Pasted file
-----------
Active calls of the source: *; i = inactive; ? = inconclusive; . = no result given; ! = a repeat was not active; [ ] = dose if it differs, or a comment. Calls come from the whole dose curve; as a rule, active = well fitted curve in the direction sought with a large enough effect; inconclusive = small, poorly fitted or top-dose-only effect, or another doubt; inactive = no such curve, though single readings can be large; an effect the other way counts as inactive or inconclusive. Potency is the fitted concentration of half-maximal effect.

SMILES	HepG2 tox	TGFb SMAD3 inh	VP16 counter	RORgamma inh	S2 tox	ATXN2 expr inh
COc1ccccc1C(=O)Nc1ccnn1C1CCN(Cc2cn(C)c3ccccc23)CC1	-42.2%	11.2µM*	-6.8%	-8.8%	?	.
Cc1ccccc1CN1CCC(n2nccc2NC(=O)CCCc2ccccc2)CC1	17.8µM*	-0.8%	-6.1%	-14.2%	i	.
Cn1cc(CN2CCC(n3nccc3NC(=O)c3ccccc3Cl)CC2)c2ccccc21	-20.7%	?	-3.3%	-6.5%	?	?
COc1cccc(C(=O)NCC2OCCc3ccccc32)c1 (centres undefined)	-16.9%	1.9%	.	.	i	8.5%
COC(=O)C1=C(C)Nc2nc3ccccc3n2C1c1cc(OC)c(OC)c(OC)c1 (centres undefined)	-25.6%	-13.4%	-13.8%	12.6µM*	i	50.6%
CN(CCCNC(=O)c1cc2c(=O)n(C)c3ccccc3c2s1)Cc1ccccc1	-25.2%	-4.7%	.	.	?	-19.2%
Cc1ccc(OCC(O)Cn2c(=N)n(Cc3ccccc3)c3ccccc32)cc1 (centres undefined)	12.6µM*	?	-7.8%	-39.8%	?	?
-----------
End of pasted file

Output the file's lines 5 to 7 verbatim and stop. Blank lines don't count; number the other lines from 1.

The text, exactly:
Cn1cc(CN2CCC(n3nccc3NC(=O)c3ccccc3Cl)CC2)c2ccccc21	-20.7%	?	-3.3%	-6.5%	?	?
COc1cccc(C(=O)NCC2OCCc3ccccc32)c1 (centres undefined)	-16.9%	1.9%	.	.	i	8.5%
COC(=O)C1=C(C)Nc2nc3ccccc3n2C1c1cc(OC)c(OC)c(OC)c1 (centres undefined)	-25.6%	-13.4%	-13.8%	12.6µM*	i	50.6%